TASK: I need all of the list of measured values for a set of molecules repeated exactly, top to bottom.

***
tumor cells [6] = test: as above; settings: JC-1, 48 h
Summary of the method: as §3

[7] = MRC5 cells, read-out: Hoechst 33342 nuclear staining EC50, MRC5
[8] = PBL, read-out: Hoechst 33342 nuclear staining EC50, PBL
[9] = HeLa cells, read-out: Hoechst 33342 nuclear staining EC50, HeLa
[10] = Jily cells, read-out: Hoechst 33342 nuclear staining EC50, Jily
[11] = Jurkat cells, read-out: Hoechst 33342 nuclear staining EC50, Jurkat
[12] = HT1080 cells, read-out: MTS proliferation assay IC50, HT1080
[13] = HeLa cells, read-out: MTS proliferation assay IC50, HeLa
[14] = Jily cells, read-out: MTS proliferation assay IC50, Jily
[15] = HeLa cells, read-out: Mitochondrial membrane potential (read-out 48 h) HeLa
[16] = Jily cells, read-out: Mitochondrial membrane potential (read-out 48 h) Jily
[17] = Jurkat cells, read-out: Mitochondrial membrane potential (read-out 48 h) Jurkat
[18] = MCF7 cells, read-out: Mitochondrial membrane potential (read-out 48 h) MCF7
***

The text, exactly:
tumor cells [6] = test: as above; settings: JC-1, 48 h
Summary of the method: as §3

[7] = MRC5 cells, read-out: Hoechst 33342 nuclear staining EC50, MRC5
[8] = PBL, read-out: Hoechst 33342 nuclear staining EC50, PBL
[9] = HeLa cells, read-out: Hoechst 33342 nuclear staining EC50, HeLa
[10] = Jily cells, read-out: Hoechst 33342 nuclear staining EC50, Jily
[11] = Jurkat cells, read-out: Hoechst 33342 nuclear staining EC50, Jurkat
[12] = HT1080 cells, read-out: MTS proliferation assay IC50, HT1080
[13] = HeLa cells, read-out: MTS proliferation assay IC50, HeLa
[14] = Jily cells, read-out: MTS proliferation assay IC50, Jily
[15] = HeLa cells, read-out: Mitochondrial membrane potential (read-out 48 h) HeLa
[16] = Jily cells, read-out: Mitochondrial membrane potential (read-out 48 h) Jily
[17] = Jurkat cells, read-out: Mitochondrial membrane potential (read-out 48 h) Jurkat
[18] = MCF7 cells, read-out: Mitochondrial membrane potential (read-out 48 h) MCF7